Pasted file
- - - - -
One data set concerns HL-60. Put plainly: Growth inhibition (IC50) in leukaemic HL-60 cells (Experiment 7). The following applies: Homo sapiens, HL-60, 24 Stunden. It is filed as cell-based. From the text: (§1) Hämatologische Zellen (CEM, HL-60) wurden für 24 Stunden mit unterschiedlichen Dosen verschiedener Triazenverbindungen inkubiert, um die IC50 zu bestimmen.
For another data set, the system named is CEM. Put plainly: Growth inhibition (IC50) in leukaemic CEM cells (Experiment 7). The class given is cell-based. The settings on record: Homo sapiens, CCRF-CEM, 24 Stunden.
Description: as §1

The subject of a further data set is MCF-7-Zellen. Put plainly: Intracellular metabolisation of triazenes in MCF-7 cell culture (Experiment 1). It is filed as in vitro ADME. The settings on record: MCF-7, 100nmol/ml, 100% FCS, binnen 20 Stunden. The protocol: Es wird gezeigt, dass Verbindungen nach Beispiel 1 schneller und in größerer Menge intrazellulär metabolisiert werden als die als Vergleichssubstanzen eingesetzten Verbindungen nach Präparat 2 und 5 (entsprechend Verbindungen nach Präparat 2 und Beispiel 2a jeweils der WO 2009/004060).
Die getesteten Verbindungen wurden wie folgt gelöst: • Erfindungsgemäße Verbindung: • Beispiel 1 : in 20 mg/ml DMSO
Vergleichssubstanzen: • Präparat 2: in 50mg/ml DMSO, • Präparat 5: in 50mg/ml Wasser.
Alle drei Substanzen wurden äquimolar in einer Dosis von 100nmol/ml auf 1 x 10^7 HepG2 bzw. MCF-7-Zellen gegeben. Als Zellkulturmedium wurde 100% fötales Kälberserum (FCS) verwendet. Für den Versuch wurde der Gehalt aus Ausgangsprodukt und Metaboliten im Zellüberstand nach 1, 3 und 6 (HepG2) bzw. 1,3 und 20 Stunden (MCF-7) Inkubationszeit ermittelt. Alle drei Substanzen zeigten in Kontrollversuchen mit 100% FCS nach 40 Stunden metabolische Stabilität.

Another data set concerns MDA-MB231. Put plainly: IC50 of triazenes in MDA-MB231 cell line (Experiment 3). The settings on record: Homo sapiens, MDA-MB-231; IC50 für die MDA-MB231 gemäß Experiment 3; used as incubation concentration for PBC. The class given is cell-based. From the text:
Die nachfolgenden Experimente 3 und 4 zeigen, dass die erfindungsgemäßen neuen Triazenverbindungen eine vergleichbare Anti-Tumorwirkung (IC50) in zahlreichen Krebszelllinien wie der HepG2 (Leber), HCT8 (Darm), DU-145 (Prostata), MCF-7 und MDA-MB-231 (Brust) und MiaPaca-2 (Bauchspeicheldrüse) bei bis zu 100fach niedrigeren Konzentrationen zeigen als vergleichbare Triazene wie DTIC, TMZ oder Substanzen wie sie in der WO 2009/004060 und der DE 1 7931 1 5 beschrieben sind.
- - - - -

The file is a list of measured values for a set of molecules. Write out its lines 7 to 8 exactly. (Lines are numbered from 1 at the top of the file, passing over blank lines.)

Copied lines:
Alle drei Substanzen wurden äquimolar in einer Dosis von 100nmol/ml auf 1 x 10^7 HepG2 bzw. MCF-7-Zellen gegeben. Als Zellkulturmedium wurde 100% fötales Kälberserum (FCS) verwendet. Für den Versuch wurde der Gehalt aus Ausgangsprodukt und Metaboliten im Zellüberstand nach 1, 3 und 6 (HepG2) bzw. 1,3 und 20 Stunden (MCF-7) Inkubationszeit ermittelt. Alle drei Substanzen zeigten in Kontrollversuchen mit 100% FCS nach 40 Stunden metabolische Stabilität.

Another data set concerns MDA-MB231. Put plainly: IC50 of triazenes in MDA-MB231 cell line (Experiment 3). The settings on record: Homo sapiens, MDA-MB-231; IC50 für die MDA-MB231 gemäß Experiment 3; used as incubation concentration for PBC. The class given is cell-based. From the text: